This post is part of a year-long series of blog interviews I’ll be hosting with my fellow 2009 Debut Authors, called "How They Got Here."
It should be an especially helpful series for teens who write, teachers, and anyone who wants to write for kids. 2009 debut authors will be dropping by to talk about how their writing in school shaped the authors they are today, what teachers can do to make a difference, how they revise, and how they found their agents and editors. (You’ll even be able to read some successful query letters!) If you know a teacher or two who might be interested, please share the link!
Today…L.K. Madigan, author of FLASH BURNOUT!
When I attended ALA this summer, there were a few advance reader copies I was so, so hoping to find, and FLASH BURNOUT was at the top of that list. L.K. Madigan and I share an agent, and I’d already heard great things about her book. It lived up to all the talk and more.
I was smitten with the main character’s voice just a few pages into this debut YA novel. It’s really, really funny at the same time it tackles some tough issues about family, teen romance, drug addiction, and friendship.
The book begins with a photography assignment for fifteen-year-old Blake, just experiencing his first real romance. When Blake inadvertently snaps a picture of his friend Marissa’s mother, he launches her into a journey for which she desperately needs some support. That journey causes Blake to question what he thought he knew about love and friendship and takes readers on a wild ride of their own.
The voice in this book is really remarkable, and Madigan’s rich characters with their hysterical dialogue reminded me of John Green at times. FLASH BURNOUT is a fantastic, fantastic debut – one that I highly recommend for high school and maybe some older middle school kids, too.
Congratulations, Lisa – and welcome! Tell us about the first thing you ever wrote that made you think maybe you were a writer.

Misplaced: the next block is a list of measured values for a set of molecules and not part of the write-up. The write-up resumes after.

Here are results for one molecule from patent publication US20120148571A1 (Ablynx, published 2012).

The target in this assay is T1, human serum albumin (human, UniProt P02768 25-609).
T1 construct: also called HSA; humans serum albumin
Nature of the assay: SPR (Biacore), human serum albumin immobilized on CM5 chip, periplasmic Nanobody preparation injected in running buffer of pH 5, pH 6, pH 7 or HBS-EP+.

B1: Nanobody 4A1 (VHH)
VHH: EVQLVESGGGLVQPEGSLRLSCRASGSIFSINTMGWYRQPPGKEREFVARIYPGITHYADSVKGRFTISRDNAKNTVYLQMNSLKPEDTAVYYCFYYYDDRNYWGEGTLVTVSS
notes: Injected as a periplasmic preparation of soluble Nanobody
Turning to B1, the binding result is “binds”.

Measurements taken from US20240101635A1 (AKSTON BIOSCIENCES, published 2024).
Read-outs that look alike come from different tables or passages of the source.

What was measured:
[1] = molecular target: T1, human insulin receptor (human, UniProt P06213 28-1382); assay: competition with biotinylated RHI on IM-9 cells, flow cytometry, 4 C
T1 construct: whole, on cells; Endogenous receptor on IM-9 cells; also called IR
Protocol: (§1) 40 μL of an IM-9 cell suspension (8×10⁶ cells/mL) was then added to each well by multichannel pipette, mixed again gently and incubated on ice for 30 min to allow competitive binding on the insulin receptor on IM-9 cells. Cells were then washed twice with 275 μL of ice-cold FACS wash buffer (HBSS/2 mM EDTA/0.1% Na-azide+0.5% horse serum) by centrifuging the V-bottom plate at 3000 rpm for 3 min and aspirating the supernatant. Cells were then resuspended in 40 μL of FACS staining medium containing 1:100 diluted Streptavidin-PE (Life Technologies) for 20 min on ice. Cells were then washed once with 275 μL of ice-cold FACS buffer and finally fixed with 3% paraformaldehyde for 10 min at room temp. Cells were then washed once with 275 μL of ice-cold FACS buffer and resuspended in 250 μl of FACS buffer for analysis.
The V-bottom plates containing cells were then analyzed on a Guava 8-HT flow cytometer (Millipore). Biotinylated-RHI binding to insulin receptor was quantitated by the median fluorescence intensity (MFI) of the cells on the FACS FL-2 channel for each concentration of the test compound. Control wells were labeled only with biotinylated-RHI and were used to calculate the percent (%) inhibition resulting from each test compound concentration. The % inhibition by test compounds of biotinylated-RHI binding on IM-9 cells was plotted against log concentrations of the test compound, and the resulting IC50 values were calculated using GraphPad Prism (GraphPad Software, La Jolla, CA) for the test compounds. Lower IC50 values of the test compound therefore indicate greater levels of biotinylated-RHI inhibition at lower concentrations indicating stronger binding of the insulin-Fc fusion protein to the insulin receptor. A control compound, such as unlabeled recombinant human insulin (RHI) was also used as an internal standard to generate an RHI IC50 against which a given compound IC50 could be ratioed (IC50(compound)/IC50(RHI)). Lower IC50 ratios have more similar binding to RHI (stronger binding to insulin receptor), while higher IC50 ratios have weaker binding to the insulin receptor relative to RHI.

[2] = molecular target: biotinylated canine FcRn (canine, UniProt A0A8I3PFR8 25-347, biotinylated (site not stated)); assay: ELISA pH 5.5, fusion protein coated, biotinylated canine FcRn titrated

I’ve been writing since I was a child, so in some ways, I never really questioned my fate. The first “novel” I ever wrote was an 80-page book about mermaids, complete with crayoned illustrations.
What books did you love when you were a kid?
The first book I can remember adoring as an independent reader was NO FLYING IN THE HOUSE, by Betty Brock. Then of course I loved HARRIET THE SPY, and A WRINKLE IN TIME. As I got older, I devoured teen problem novels. Now that I think about it, today’s “edgy” YA novels are no more shocking than some of the books I read back then.
Is there a particular teacher or librarian who was a mentor for you in your reading and writing life?
Wow … all of them! Every teacher who wrote compliments on my papers, or read my work aloud in class, or handed me an award for a winning story … all of them encouraged me and built up my confidence.
I remember a particular summer program at the Montavilla Library in Portland, for kids interested in writing … at the end of the program, all of our stories were typed up (on a typewriter!) and bound with plastic binding and cardboard covers. That was very, very impressive to me. Who knows? The idea may have been planted right then that I could write REAL BOOKS.
Do you have a favorite strategy for revision?
I don’t, actually. It’s more a matter of eliminating distractions and inserting my head firmly into the story.
What’s your best advice for young writers?
It takes a long time to find your voice. When you first start writing, you may mimic the writing style of authors you admire … at some point, your own unique way of telling a story will emerge.
What’s special about your debut novel?
It’s a contemporary realistic novel with a teen boy narrator bobbing in a sea of paranormal romances about vampires/werewolves/faeries and the girls who love them.
And as soon as I can stop laughing, I’ll ask you about the process. What were the best and worst parts of writing FLASH BURNOUT?
The best part was how FUN it was to write.
The worst part was researching the effects of methamphetamine use … not just the physical damage to users, but devastation to the user’s families, especially children.
Any more books planned?
Remember that mermaid story I mentioned? My next book is a young adult novel about a surfer girl and a mermaid. It will be published in 2010.
Yay! Thanks for joining us, Lisa!
Read more about L.K. Madigan at her website. You can pick up your copy of FLASH BURNOUT at your local independent bookseller, order it through one of my favorite indies, Flying Pig Bookstore (they ship!), or find an indie near you by checking out IndieBound!